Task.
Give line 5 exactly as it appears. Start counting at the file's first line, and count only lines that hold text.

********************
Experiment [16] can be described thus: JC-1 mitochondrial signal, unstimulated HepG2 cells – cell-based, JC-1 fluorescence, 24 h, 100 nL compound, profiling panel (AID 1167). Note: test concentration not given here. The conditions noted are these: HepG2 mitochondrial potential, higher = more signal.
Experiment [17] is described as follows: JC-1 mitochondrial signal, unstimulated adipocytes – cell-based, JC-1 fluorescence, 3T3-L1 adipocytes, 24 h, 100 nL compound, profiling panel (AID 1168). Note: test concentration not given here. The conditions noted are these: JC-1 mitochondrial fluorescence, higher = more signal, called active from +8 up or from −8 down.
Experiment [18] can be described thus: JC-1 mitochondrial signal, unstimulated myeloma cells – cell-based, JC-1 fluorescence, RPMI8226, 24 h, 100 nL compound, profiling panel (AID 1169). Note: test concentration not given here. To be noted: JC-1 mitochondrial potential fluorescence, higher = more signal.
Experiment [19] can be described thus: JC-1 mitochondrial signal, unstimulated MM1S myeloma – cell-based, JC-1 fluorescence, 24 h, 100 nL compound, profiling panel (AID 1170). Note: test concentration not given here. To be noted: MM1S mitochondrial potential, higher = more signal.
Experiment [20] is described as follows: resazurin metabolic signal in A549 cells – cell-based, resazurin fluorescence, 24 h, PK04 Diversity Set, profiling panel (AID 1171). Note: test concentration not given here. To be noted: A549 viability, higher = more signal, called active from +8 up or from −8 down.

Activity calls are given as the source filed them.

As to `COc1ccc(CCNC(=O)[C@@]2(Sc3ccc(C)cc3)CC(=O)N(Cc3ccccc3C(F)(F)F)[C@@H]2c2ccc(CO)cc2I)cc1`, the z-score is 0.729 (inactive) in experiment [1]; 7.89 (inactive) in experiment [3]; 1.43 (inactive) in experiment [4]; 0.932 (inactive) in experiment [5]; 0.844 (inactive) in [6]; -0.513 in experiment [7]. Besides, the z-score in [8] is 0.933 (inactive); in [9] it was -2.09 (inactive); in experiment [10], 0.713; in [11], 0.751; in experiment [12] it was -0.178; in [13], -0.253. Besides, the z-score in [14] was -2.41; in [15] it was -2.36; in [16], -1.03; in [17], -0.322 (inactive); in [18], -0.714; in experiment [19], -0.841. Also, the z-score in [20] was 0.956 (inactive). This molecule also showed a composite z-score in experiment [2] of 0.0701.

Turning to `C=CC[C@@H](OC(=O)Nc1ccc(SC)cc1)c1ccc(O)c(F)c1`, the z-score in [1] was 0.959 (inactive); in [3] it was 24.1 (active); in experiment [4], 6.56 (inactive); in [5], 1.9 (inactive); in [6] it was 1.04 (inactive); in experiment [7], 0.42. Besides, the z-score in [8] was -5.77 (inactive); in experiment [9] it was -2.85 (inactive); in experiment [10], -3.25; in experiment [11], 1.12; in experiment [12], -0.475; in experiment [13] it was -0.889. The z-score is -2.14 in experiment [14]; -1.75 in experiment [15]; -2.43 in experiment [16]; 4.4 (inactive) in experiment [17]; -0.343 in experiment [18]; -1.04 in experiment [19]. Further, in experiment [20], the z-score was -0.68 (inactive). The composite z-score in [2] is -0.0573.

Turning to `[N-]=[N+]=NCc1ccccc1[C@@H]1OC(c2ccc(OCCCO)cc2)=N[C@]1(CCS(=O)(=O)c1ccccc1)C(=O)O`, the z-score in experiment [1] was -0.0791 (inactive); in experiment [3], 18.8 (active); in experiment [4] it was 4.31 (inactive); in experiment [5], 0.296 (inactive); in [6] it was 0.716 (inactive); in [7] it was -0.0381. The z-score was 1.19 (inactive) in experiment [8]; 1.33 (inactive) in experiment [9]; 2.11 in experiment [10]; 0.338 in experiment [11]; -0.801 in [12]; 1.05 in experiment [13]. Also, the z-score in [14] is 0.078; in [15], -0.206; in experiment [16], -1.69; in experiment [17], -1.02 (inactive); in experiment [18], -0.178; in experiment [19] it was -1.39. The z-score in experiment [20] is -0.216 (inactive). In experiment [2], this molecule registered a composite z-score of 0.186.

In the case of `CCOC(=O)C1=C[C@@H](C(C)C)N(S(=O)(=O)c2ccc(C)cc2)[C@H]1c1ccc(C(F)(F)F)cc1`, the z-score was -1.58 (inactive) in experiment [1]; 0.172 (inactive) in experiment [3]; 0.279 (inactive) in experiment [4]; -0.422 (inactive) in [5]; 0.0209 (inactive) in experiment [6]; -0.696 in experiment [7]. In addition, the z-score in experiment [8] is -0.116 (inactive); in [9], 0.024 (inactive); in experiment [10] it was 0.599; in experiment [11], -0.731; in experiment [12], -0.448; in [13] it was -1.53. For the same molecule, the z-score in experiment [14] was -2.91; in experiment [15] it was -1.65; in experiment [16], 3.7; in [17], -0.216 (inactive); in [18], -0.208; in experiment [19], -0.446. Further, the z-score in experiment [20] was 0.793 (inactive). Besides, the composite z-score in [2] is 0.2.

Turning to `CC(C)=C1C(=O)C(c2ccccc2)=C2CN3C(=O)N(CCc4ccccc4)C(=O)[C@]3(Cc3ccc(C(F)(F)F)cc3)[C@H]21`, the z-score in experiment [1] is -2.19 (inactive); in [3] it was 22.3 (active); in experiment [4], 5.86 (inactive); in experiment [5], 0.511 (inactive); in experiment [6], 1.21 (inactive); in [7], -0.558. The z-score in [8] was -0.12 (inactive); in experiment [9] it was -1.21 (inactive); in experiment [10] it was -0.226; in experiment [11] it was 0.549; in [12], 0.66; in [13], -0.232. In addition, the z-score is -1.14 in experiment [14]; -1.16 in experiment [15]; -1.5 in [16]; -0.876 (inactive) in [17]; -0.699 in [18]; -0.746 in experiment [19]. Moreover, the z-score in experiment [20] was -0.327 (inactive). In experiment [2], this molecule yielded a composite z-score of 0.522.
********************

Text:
Experiment [20] is described as follows: resazurin metabolic signal in A549 cells – cell-based, resazurin fluorescence, 24 h, PK04 Diversity Set, profiling panel (AID 1171). Note: test concentration not given here. To be noted: A549 viability, higher = more signal, called active from +8 up or from −8 down.